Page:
Poll: Three out of Four French Jews Considering Leaving France

Nearly 75 percent of French Jews who participated in a recent survey said they are considering emigrating, according to a JTA report.  

The survey by the Paris-based Siona organisation encompassed 3,833 respondents from the Jewish community across France.

The results paint a bleak picture for the future of Jewish life in France. More than half of respondents considering emigration cited anti-Semitism or a desire to preserve their Judaism as their motivation.

A disturbing number of French Jews have personally experienced anti-Semitism, though fewer are bothering to report the incidents to the police, as the complaints rarely lead to positive results.

Overwhelming majorities of respondents – over 90 percent – considered French institutions powerless to stop anti-Semitism, and implicated French mass media as being partly responsible for that nation’s pervasive anti-Semitism problem.

Of the 74.2 percent of respondents who said they are considering leaving, 29.9 percent cited anti-Semitism as their primary reason. Another 24.4 cited their desire to preserve their Judaism, while 12.4 percent said they were attracted by other countries. “Economic considerations” was cited by 7.5 percent of the respondents.

In total, a staggering 95.2 percent of all respondents said they viewed anti-Semitism as “very worrisome” or “worrisome.”

More than half, or 57.5 percent, of respondents, agreed that “Jews have no future in France,” while about half that number, 30.6 percent, said there is a future for Jews there.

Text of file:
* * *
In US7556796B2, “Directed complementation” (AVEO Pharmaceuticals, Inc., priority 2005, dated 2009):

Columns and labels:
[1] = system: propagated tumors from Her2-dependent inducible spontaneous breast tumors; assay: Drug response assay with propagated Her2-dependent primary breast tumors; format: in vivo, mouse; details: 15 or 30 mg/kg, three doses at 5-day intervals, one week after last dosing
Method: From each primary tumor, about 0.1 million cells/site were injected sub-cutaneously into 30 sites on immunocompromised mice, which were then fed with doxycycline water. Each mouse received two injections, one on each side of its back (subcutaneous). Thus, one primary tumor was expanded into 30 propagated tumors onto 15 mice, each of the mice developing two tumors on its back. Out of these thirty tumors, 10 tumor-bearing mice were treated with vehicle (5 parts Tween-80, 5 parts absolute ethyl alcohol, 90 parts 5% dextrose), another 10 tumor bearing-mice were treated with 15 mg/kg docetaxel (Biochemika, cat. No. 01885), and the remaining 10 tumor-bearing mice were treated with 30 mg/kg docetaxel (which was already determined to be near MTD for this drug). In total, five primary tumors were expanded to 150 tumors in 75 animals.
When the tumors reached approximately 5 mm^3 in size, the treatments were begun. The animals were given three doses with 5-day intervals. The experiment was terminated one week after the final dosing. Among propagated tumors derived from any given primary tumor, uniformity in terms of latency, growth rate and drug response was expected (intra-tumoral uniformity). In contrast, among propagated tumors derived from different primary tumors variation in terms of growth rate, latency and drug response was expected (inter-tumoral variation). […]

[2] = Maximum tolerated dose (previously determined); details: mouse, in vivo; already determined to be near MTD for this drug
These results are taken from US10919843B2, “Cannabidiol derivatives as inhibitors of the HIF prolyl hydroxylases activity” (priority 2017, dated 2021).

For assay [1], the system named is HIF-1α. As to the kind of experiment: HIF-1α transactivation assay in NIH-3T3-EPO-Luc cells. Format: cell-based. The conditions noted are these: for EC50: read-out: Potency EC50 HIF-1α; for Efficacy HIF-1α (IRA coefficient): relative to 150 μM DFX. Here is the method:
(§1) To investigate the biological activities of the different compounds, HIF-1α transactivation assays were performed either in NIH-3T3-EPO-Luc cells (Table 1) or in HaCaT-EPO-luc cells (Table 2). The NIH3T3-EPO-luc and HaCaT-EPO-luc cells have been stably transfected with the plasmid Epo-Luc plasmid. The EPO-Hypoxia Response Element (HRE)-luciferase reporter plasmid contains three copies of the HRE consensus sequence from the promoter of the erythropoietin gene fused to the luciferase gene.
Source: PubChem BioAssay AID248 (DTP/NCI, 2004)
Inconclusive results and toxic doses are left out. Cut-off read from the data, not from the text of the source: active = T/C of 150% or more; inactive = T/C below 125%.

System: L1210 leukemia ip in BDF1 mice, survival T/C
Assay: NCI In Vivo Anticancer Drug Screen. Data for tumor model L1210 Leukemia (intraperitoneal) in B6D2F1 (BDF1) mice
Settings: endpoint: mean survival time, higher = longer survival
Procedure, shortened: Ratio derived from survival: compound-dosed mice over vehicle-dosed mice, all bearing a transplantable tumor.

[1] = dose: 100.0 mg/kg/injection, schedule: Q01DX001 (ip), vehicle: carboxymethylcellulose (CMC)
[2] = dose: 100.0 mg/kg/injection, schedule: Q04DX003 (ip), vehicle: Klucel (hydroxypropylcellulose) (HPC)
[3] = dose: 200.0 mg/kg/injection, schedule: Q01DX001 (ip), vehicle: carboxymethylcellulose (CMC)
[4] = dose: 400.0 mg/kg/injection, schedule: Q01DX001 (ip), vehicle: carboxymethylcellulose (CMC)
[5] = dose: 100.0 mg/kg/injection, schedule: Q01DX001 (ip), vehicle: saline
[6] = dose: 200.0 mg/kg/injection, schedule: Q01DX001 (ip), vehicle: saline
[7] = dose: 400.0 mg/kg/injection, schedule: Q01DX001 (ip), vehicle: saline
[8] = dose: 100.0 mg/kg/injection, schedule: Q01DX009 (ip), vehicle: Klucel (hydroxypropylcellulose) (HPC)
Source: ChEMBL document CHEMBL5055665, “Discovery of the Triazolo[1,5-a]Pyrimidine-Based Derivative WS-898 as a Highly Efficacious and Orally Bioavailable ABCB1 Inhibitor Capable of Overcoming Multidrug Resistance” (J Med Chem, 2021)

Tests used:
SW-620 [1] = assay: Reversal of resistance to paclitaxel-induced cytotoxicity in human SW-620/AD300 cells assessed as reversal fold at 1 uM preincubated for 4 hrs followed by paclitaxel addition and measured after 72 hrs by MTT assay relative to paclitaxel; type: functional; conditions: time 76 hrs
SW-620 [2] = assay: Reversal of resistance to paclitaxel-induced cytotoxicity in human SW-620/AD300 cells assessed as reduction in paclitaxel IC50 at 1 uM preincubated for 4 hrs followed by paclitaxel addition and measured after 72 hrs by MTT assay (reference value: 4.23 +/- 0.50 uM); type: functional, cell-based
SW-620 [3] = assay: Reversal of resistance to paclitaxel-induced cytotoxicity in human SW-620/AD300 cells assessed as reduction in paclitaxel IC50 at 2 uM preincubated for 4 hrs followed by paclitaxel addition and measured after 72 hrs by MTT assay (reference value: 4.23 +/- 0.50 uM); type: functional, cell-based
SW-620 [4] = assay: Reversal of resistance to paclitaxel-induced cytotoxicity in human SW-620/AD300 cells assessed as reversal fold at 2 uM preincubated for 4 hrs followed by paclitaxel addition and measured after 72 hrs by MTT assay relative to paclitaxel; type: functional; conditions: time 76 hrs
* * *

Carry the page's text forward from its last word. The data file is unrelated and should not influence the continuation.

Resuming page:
Asked whether they had personally experienced anti-Semitic incidents in the past two years, more than one in seven, or 14.5 percent, replied in the affirmative.  Of those, only 21.2 filed a complaint with police; of those complainants, 27.6 percent indicated that their deposition had led to concrete results.

Fewer victims are even bothering to report anti-Semitic incidents to the police.  A similar survey from 2012 showed a quarter of Jews who experienced anti-Semitic incidents filed a complaint, Siona noted in a statement, adding, “The results give cause for concern.”

Ninety-three percent said the French state had no efficient means for countering “Islamic exclusionist and pro-Palestinian propaganda,” whereas 93.4 percent said French mass media are partially responsible for France’s anti-Semitism problem. Roughly three-quarters said French Jewish institutions were helpless to stop anti-Semitism. 

French immigration to Israel has rapidly increased in recent years, and quadrupled in the first quarter of 2014 from the same period a year earlier.


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